This is good news for Greenland:
Greenland's parliament has voted to end a decades-long prohibition on mining for radioactive materials like uranium, further opening up the country to investors from Australia to China eager to tap its vast mineral resources.
The move will not only allow the mining of uranium deposits, but also of rare earths, minerals used in 21st century products from wind turbines to hybrid cars and smart phones and that are currently mostly extracted by China.
With sea ice thawing and new Arctic shipping routes opening, the former Cold War ally of the West has emerged from isolation and gained geopolitical attention from the likes of Beijing and Brussels thanks to its untapped mineral wealth.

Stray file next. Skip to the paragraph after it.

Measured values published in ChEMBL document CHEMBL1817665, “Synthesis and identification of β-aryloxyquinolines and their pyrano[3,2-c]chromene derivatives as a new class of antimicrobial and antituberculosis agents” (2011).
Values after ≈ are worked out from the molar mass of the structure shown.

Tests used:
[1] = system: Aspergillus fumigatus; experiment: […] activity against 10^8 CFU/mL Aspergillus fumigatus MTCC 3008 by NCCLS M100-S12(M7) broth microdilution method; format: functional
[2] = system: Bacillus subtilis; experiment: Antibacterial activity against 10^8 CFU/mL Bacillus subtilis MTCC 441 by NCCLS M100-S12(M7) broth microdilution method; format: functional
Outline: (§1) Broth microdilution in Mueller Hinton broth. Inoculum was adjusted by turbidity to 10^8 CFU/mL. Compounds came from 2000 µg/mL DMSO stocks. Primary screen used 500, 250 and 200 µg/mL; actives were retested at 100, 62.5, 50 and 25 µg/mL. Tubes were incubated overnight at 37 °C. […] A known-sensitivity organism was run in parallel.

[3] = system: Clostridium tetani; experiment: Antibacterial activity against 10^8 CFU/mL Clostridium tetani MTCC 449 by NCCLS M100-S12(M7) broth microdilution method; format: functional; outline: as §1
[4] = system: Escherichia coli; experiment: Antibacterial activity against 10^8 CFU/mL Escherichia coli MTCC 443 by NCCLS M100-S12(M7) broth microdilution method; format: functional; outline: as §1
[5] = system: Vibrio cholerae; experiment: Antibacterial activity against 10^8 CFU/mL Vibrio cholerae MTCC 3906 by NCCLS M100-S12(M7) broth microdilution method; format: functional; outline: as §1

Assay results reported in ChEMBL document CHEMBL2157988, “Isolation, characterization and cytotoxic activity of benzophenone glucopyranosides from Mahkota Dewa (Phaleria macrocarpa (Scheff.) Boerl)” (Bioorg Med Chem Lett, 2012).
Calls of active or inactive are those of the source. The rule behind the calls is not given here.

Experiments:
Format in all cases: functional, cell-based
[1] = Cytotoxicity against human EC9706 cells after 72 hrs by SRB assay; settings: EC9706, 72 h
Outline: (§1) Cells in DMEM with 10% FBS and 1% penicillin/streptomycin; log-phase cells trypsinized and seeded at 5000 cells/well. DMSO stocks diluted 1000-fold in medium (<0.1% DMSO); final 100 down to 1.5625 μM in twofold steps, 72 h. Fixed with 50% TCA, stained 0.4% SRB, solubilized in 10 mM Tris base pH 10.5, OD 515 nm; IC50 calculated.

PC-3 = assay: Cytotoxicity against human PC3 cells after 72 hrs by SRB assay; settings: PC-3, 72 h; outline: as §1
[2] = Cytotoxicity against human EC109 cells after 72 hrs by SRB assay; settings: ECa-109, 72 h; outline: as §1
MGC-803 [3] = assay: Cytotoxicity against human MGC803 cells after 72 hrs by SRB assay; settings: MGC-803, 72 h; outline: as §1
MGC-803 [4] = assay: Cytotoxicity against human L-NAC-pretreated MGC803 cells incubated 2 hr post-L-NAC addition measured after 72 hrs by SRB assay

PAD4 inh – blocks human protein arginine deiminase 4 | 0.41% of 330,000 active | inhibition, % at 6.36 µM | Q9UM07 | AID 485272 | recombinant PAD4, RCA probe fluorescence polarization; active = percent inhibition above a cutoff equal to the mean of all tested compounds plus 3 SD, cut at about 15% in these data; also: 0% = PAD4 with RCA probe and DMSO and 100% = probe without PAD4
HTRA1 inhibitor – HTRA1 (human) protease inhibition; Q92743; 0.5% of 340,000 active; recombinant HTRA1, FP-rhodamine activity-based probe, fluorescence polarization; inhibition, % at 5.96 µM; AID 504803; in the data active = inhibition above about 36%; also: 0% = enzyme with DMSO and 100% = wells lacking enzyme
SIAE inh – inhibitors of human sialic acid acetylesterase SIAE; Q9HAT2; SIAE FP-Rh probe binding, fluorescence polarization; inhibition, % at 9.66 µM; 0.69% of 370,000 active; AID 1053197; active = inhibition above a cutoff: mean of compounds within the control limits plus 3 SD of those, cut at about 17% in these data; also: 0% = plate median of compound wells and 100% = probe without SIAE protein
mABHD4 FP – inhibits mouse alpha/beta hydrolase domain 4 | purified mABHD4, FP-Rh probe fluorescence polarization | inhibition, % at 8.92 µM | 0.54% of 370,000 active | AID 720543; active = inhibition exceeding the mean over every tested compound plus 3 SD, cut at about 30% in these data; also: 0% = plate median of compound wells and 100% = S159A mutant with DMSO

"We cannot live with unemployment and cost of living increases while our economy is at a standstill. It is therefore necessary that we eliminate zero tolerance towards uranium now," Greenland Prime Minister Aleqa Hammond was quoted as saying by local newspaper Sermitsiaq during the debate.
Hammond's government won the heated debate by 15-14 votes.
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